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Profile: antonio hernandez aguillares
User Name: antonio hernandez aguillares
Forum Rank: Newbie
Gender: Male
Joined: Tuesday, January 24, 2017
Last Visit: Sunday, September 26, 2021 3:19:08 PM
Number of Posts: 4
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  Last 10 Posts
Topic: Should as request
Posted: Tuesday, September 14, 2021 5:05:44 PM
Hello community, I 'should' like to ask if "should" is still used as request, nevertheless, without connoting an old-fashioned word. Because I found that on Cambridge and Oxford dictionaries show that it's only formal but not old-fashioned; however, my teacher said to me it's old-fashioned and not used anymore. Can anyone help me?

-should modal verb (WOULD)

UK formal
used instead of "would" when the subject is "I" or "we":
I should like a cup of tea before I go to bed.
I shouldn't expect you to pay, of course.- Source:

​-(British English, formal) used with I and we in polite requests
I should like to call my lawyer.
We should be grateful for your help.- Source:
Topic: A sense of the verb "to partake"
Posted: Friday, September 10, 2021 2:47:30 PM
thar wrote:

It usually means to eat or drink something.
Either you take the food, or you are given the food. Then you eat it.

Thank you a lot, now I've comprehended why there was the verb 'to be' there.
Topic: A sense of the verb "to partake"
Posted: Friday, September 10, 2021 2:41:11 PM
tautophile wrote:
Your second paragraph is difficult to understand. I think you are trying to say "I can understand clearly the first part, i.e., that 'partake' means 'to take a part or portion'. According to the definition above [i.e., the one you quote from], the second part should be the same as the first one, I mean: 'to take given part or portion' should in some sense be the same 'to be given part or portion'; nevertheless, I can't get the second."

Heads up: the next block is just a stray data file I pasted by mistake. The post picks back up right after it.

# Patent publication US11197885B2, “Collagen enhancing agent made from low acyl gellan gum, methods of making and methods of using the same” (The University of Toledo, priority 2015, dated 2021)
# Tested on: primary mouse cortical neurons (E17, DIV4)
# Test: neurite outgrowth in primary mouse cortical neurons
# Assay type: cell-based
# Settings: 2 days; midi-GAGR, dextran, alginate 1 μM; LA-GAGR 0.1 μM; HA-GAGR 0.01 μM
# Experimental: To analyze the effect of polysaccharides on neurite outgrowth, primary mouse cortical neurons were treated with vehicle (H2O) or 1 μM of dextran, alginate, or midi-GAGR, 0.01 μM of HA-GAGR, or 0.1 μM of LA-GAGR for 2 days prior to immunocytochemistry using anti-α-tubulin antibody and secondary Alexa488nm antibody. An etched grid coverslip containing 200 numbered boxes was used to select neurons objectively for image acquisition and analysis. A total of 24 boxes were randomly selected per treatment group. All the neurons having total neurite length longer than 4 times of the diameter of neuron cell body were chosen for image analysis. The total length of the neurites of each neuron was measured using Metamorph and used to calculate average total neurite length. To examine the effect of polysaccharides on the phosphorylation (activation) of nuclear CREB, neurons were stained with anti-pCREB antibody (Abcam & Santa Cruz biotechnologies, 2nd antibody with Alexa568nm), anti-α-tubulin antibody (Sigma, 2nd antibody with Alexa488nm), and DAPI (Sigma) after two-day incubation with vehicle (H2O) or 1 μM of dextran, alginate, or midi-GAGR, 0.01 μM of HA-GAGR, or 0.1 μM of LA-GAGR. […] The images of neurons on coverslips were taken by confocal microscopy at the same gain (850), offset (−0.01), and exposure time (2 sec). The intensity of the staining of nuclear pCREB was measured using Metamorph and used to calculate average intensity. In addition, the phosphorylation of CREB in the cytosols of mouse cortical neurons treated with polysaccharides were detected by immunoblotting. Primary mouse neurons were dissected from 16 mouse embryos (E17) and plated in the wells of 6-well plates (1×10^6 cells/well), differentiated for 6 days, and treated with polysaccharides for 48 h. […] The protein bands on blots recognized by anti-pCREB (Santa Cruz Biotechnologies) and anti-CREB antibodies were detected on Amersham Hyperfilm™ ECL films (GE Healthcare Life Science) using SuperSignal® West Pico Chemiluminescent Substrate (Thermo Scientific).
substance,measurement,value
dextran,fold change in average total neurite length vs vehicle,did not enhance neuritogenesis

Yes, sorry. I omitted some punctuation; however, I thought that one can substitute 'clearly' for 'clear', inasmuch as according to this source:, number '1' in the adverb section, it says "1. Distinctly; clearly".

And in the part where you change 'must' for 'should', the thing that I wanted to express was 'to indicate a logical probability' with that word (must).

tautophile wrote:

if it were the same, there would be no need for that second part.

In this part I don't completely agree with you, it's often to use second parts when you wish to clarify concepts, since not always the conjuction 'or' is used to indicate alternatives, but synonymous or equivalent expressions.

Anyway, thanks for your comment, I really appreciate it.
Topic: A sense of the verb "to partake"
Posted: Thursday, September 9, 2021 11:20:32 PM
Sense of the verb "to partake"

Hi, this is one of the meanings:
"To take or be given part or portion."

I can understand clear the first part "to take given part or portion", according to the definition above the second part must be the same as the first one, I mean: "to take given part or portion" = "to be given part or portion", nevertheless, I can't get the second.

Why have they got the same meaning? Could you tell me?